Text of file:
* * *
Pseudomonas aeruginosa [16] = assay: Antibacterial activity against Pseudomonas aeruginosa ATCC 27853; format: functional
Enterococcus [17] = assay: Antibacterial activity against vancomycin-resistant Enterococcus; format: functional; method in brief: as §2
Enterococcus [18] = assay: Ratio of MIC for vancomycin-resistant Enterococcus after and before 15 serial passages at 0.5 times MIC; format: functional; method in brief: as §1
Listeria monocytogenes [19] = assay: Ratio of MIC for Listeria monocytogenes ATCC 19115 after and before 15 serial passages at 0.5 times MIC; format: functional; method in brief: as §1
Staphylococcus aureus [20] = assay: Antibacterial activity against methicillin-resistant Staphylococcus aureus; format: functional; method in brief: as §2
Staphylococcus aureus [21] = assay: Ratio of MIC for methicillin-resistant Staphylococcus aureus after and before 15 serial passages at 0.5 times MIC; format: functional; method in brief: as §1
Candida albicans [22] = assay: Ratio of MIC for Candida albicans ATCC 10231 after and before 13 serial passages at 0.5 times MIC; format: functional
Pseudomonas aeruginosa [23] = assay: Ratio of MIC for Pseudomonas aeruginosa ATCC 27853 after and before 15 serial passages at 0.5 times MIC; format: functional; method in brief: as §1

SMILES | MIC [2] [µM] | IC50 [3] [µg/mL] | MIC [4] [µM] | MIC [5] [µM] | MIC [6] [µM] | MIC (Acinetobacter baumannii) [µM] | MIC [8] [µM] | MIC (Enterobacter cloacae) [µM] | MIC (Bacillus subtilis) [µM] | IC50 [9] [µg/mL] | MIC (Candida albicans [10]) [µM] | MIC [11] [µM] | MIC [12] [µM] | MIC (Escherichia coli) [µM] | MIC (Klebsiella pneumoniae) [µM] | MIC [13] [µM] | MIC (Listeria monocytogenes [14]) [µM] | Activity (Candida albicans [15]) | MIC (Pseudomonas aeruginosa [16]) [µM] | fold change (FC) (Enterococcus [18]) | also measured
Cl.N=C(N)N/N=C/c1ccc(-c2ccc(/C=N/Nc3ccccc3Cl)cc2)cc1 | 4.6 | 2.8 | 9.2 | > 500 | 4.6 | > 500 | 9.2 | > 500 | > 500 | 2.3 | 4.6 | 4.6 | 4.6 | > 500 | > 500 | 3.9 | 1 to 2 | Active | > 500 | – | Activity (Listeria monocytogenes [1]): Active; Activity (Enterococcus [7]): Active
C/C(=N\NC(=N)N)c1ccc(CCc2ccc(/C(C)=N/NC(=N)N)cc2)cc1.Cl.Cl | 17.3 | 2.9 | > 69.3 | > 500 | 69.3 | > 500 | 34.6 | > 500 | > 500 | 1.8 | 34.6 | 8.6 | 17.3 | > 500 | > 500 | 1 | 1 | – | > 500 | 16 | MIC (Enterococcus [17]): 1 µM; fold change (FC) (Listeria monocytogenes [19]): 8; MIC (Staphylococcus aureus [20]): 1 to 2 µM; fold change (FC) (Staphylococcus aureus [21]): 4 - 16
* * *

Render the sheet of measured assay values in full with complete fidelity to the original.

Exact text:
Pseudomonas aeruginosa [16] = assay: Antibacterial activity against Pseudomonas aeruginosa ATCC 27853; format: functional
Enterococcus [17] = assay: Antibacterial activity against vancomycin-resistant Enterococcus; format: functional; method in brief: as §2
Enterococcus [18] = assay: Ratio of MIC for vancomycin-resistant Enterococcus after and before 15 serial passages at 0.5 times MIC; format: functional; method in brief: as §1
Listeria monocytogenes [19] = assay: Ratio of MIC for Listeria monocytogenes ATCC 19115 after and before 15 serial passages at 0.5 times MIC; format: functional; method in brief: as §1
Staphylococcus aureus [20] = assay: Antibacterial activity against methicillin-resistant Staphylococcus aureus; format: functional; method in brief: as §2
Staphylococcus aureus [21] = assay: Ratio of MIC for methicillin-resistant Staphylococcus aureus after and before 15 serial passages at 0.5 times MIC; format: functional; method in brief: as §1
Candida albicans [22] = assay: Ratio of MIC for Candida albicans ATCC 10231 after and before 13 serial passages at 0.5 times MIC; format: functional
Pseudomonas aeruginosa [23] = assay: Ratio of MIC for Pseudomonas aeruginosa ATCC 27853 after and before 15 serial passages at 0.5 times MIC; format: functional; method in brief: as §1

SMILES | MIC [2] [µM] | IC50 [3] [µg/mL] | MIC [4] [µM] | MIC [5] [µM] | MIC [6] [µM] | MIC (Acinetobacter baumannii) [µM] | MIC [8] [µM] | MIC (Enterobacter cloacae) [µM] | MIC (Bacillus subtilis) [µM] | IC50 [9] [µg/mL] | MIC (Candida albicans [10]) [µM] | MIC [11] [µM] | MIC [12] [µM] | MIC (Escherichia coli) [µM] | MIC (Klebsiella pneumoniae) [µM] | MIC [13] [µM] | MIC (Listeria monocytogenes [14]) [µM] | Activity (Candida albicans [15]) | MIC (Pseudomonas aeruginosa [16]) [µM] | fold change (FC) (Enterococcus [18]) | also measured
Cl.N=C(N)N/N=C/c1ccc(-c2ccc(/C=N/Nc3ccccc3Cl)cc2)cc1 | 4.6 | 2.8 | 9.2 | > 500 | 4.6 | > 500 | 9.2 | > 500 | > 500 | 2.3 | 4.6 | 4.6 | 4.6 | > 500 | > 500 | 3.9 | 1 to 2 | Active | > 500 | – | Activity (Listeria monocytogenes [1]): Active; Activity (Enterococcus [7]): Active
C/C(=N\NC(=N)N)c1ccc(CCc2ccc(/C(C)=N/NC(=N)N)cc2)cc1.Cl.Cl | 17.3 | 2.9 | > 69.3 | > 500 | 69.3 | > 500 | 34.6 | > 500 | > 500 | 1.8 | 34.6 | 8.6 | 17.3 | > 500 | > 500 | 1 | 1 | – | > 500 | 16 | MIC (Enterococcus [17]): 1 µM; fold change (FC) (Listeria monocytogenes [19]): 8; MIC (Staphylococcus aureus [20]): 1 to 2 µM; fold change (FC) (Staphylococcus aureus [21]): 4 - 16